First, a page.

In Jacob's suit filed January 26, 1976, five days before the expiration of the statute of limitations, the bank filed a motion for summary judgment, alleging that Jacob was estopped by the prior judgment from asserting any claim against the bank for the Halm-Rolando securities. The bank also alleged that Jacobs was a party to the Rolando suit until after trial when he voluntarily withdrew without having asserted his claim. The trial court denied the bank's motion for summary judgment, stating that Jacob was entitled to his day in court. Jacob's suit against the bank then proceeded to trial. Brennan testified again, this time recalling that when he placed the purchase order for the securities with Northern Trust by telephone, he requested title "as joint tenants in common." The bank called Rolando to testify about the transaction, but the court ruled that under the Dead Man's Act his interest in the suit barred him from testifying. The court entered judgment in favor of Jacob, and the bank has appealed from that judgment as well as the earlier one. This court allowed the bank's motion to consolidate the two causes on appeal.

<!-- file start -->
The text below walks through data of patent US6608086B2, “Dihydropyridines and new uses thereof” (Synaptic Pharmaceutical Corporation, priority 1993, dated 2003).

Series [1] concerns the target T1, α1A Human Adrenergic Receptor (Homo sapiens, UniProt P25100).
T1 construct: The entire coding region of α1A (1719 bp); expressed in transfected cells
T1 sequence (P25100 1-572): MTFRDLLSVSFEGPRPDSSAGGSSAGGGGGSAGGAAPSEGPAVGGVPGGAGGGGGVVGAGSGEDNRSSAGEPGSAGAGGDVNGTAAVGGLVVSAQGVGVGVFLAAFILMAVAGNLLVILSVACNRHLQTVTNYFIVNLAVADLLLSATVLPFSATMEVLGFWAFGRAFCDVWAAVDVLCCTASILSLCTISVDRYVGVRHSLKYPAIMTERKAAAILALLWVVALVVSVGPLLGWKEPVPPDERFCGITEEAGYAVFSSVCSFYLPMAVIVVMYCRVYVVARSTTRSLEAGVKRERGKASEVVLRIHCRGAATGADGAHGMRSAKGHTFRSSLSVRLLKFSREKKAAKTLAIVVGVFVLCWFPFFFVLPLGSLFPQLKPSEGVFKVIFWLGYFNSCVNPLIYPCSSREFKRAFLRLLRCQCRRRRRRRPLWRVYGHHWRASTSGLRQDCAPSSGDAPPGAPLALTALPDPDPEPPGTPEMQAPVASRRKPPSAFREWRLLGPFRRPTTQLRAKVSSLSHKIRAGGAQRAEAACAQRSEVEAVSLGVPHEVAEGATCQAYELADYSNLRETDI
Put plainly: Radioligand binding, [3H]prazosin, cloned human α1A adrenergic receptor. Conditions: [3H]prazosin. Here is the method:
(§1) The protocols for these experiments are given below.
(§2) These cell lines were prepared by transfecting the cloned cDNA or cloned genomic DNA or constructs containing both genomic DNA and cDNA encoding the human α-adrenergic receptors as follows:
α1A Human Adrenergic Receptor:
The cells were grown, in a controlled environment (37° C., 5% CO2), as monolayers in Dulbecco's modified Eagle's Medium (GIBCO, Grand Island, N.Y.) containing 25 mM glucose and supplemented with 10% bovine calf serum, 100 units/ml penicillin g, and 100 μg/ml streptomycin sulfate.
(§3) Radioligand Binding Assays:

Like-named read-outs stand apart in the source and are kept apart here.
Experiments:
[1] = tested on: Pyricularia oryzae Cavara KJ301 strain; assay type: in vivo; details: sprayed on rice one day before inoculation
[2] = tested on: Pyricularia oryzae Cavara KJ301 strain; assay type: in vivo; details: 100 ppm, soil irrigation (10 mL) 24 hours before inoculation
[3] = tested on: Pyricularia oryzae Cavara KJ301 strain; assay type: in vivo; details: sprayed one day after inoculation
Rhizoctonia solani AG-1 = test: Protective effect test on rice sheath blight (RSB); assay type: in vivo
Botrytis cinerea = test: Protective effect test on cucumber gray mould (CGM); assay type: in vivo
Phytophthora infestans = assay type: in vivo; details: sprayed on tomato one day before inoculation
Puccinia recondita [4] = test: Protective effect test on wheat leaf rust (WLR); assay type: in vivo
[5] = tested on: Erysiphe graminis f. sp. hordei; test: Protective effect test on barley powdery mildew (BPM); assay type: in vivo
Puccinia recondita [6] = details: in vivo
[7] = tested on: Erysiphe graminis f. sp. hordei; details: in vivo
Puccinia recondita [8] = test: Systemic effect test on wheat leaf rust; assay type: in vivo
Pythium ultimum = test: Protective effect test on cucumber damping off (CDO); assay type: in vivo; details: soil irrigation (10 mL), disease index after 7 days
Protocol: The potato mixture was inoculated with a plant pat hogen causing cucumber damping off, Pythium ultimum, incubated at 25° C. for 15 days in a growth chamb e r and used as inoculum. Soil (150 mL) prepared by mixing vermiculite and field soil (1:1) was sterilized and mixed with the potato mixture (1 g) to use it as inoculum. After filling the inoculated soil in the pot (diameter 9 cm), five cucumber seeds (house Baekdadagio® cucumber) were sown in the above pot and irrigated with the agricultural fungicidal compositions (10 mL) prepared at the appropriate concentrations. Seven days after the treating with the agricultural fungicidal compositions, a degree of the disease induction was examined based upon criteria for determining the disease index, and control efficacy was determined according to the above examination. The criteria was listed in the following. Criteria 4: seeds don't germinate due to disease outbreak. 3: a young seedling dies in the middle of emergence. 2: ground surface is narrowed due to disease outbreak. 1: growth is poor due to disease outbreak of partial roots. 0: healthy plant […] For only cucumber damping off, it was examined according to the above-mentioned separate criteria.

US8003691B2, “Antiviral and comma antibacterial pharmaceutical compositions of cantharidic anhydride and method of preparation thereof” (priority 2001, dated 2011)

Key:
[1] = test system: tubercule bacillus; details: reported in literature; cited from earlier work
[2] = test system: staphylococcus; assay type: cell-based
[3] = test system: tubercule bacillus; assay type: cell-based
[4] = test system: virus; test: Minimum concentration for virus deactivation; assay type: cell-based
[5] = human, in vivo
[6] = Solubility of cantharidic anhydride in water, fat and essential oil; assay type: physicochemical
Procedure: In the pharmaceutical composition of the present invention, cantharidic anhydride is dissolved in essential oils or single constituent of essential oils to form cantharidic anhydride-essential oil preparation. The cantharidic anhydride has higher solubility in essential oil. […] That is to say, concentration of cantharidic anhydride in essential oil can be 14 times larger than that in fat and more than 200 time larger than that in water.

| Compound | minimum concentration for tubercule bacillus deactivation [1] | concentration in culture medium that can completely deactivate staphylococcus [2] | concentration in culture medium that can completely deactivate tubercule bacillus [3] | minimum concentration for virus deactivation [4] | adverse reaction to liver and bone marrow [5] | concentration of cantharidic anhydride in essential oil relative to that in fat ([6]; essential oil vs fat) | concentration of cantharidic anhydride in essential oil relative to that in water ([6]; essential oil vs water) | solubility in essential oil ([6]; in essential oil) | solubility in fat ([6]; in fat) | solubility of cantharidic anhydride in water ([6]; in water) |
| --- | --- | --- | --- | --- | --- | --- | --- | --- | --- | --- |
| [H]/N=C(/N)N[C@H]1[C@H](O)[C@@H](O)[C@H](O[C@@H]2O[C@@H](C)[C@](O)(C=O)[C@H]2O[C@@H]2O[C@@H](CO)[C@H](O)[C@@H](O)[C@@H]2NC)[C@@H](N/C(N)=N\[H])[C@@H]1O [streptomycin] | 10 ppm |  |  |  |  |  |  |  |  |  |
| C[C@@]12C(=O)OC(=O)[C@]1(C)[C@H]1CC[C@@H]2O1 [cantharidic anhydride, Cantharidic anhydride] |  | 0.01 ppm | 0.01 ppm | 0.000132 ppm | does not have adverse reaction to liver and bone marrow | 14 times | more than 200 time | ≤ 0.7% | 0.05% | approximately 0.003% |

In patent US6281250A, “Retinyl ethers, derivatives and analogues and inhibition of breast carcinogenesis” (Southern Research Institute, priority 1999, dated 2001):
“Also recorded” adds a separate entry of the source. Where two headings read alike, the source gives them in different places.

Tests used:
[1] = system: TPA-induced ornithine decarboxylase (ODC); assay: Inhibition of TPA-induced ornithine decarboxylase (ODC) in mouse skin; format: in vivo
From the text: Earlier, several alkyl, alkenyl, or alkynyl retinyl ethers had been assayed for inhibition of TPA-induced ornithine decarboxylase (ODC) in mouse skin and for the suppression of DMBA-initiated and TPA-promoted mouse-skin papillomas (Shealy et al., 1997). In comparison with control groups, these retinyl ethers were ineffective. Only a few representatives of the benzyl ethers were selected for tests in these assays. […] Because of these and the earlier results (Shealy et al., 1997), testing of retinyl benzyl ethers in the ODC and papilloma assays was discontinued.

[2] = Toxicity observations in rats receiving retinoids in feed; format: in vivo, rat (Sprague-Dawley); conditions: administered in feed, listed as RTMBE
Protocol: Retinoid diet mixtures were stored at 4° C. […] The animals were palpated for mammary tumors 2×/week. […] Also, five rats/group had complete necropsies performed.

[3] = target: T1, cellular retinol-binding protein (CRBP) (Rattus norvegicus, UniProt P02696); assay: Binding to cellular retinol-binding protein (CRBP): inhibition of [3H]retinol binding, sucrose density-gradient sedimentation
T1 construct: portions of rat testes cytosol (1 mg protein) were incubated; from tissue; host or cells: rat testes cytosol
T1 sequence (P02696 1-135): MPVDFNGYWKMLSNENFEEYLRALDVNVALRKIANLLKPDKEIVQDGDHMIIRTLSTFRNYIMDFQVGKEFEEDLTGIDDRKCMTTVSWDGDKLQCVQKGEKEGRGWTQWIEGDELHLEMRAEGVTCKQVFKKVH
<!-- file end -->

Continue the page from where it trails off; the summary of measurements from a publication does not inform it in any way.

Although several errors are assigned by the parties to this appeal, we believe the determinative issue to be whether Jacob, having failed to assert his claim in the Rolando suit, was estopped to relitigate the question of title by means of his own suit. The bank contends that if Jacob intended to claim a one-half interest in the jointly owned securities, he should have put forward his claim in the Rolando suit after he was made a party. We note that the bank, in count I of its answer to Rolando's complaint, indicated that it had no interest in the monies and that the court should determine whether Rolando or Jacob was entitled to the funds. By this count, the bank was attempting to preserve its position as a stakeholder, and although the count was not technically in the form of a counterclaim for interpleader under section 26.2 of the Civil Practice Act (Ill. Rev. Stat. 1977, ch. 110, par. 26.2), the allegations were sufficient to place Jacob on notice that the bank had no preference between the two claimants. Although Jacob later filed an appearance, he made no response to the bank's pleading, and instead he eventually filed a motion requesting dismissal from the suit. Neither Rolando nor the bank objected to Jacob's motion since Jacob's voluntary withdrawal from the suit appeared to be an abandonment of his claim. The same was true as to Jacob's motion to set aside the judgment as to him.